DURHAM, N.C. (WNCN) — A Durham woman has sent letters to city officials and will be addressing the city council on Thursday about her concerns regarding a shortage of operators at the Durham 911 call center.
Erica, who doesn’t want to release her last name, said it was a 911 operator that helped save her husband’s life on Nov. 28, 2018.
“My husband was working out, and just like he normally would do, he was getting our 18-month-old ready for school,” she said. “He came upstairs, went in the bedroom, and collapsed.”
Erica said her 30-year-old husband, who was born with a hole in his heart went into cardiac arrest.
“So I called 911, and they answered really quickly,” she said. “They coached me through what was going on and help me start CPR.”
She said EMS quickly arrived. Her husband had a long road to recovery, but he survived.
“Without the immediate response of the EMS team and 911 operators, there’s zero chance he would have survived,” she said.
When Erica started to see reports of a 911 operator shortage in Durham, she became concerned and sent emails to city leaders.
“I just wanted to find out to make sure that the city’s 911 operators have as much support as they need to make sure that if anyone needed the city’s response, that they would have it quickly,” she said.
Currently, there are 26 vacant positions at Durham’s 911 call center and for six months the city didn’t have enough 911 operators to handle the call volume.
Sometimes there were only two 911 operators answering calls during a shift.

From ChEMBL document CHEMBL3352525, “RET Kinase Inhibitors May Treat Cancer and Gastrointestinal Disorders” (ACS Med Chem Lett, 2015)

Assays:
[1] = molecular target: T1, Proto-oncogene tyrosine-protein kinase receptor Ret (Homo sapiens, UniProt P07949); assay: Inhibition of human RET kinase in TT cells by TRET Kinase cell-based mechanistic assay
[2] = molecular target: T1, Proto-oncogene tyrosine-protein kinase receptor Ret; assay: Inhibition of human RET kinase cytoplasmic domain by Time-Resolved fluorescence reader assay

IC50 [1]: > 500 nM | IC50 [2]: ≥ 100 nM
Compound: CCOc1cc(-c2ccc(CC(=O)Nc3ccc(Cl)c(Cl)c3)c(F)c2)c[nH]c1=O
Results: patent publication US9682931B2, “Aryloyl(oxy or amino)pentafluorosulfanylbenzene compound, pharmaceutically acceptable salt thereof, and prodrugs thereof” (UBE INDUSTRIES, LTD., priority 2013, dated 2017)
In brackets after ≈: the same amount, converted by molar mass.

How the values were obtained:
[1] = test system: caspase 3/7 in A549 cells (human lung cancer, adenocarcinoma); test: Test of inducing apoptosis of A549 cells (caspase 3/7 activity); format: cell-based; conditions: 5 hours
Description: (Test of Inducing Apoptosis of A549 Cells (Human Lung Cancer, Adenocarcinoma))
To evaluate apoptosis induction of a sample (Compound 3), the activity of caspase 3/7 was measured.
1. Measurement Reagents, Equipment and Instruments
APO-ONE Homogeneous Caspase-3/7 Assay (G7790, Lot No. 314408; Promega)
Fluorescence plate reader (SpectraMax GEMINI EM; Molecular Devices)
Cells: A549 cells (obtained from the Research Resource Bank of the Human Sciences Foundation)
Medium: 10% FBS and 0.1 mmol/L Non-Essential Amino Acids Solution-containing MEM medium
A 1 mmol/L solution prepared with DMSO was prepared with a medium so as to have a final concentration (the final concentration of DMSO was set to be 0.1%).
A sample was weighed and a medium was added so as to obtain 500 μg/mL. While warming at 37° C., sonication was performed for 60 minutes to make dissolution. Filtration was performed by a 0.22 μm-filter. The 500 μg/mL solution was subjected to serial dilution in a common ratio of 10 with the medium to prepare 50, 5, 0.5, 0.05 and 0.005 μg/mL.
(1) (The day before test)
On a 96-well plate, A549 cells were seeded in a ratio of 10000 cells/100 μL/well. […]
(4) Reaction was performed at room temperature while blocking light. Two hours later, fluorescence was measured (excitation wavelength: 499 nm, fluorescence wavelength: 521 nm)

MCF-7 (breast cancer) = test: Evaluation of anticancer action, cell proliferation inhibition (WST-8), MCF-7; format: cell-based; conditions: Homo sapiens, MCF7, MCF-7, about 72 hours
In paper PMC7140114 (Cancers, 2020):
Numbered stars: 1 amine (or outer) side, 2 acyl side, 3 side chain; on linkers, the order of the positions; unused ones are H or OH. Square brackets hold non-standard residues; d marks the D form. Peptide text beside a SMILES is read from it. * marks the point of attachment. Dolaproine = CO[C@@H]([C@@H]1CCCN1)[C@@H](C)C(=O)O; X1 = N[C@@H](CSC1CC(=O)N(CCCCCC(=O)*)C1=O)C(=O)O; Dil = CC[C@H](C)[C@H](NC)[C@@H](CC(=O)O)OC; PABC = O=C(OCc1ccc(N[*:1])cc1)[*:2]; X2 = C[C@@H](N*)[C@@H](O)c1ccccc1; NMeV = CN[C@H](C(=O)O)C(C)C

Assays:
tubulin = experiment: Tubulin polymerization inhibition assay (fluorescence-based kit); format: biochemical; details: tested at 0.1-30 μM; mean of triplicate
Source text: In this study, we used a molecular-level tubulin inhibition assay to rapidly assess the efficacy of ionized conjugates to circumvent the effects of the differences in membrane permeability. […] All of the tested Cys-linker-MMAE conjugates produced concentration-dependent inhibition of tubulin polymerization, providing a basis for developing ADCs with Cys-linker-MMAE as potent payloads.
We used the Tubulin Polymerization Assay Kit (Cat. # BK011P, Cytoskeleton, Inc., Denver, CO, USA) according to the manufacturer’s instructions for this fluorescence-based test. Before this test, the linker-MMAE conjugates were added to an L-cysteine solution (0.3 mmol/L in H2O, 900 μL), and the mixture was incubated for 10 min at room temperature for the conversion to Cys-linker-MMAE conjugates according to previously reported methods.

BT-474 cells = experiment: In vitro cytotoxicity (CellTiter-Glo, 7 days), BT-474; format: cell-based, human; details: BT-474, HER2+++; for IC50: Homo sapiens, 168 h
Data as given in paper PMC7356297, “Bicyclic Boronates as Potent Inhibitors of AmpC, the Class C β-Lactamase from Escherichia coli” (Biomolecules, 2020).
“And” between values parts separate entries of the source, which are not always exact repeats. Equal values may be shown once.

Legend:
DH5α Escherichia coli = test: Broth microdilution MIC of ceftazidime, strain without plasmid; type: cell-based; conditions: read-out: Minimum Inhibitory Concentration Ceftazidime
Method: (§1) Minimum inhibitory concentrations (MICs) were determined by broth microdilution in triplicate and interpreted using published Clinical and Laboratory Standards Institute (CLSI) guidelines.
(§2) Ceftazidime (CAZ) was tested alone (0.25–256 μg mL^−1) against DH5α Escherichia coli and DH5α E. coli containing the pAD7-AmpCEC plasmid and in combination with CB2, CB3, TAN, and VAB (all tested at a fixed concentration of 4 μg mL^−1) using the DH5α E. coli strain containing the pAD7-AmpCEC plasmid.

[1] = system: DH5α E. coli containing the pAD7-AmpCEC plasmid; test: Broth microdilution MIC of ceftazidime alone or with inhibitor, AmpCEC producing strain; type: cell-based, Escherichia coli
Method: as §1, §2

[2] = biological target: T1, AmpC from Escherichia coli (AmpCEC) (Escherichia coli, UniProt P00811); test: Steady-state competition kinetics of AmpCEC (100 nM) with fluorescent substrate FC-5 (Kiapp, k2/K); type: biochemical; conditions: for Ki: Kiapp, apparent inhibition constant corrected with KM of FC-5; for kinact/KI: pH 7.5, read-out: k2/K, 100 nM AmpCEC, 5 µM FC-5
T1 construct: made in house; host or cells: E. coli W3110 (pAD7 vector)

As a result, an average of 1,900 calls had to route to Raleigh Wake 911 every month so they could be answered.
On June 1, three new 911 operators started taking calls at Durham’s 911 call center after they completed training.
But over the weekend, CBS 17 learned that three percent of the calls that came in on Saturday were not getting answered within 60 seconds.
CBS 17 was able to get an exclusive look inside Durham’s 911 call center this week and saw there were four 911 operators taking calls in the middle of the day.
City officials said they have been able to increase their staffing during high call volume times.
But currently, the 911 call center still has a total of 26 vacancies.
“It’s hard to tell whether things are under control and whether there are issues,” Erica said. “Twenty-six vacancies seem like a lot, is that an issue? Or are those built into the system so that we can have extras if needed.”
CBS 17 took Erica’s question to city leaders.
Durham city officials said they currently have the staff needed to handle calls appropriately, but Deputy City Manager Bo Ferguson said new staff would help.
“Every call-taker gives us more capacity and takes a little more of a burden off of folks on the floor, so we’re very committed to getting those positions filled,” Ferguson said.
Erica will be speaking during Thursday’s virtual city council work session.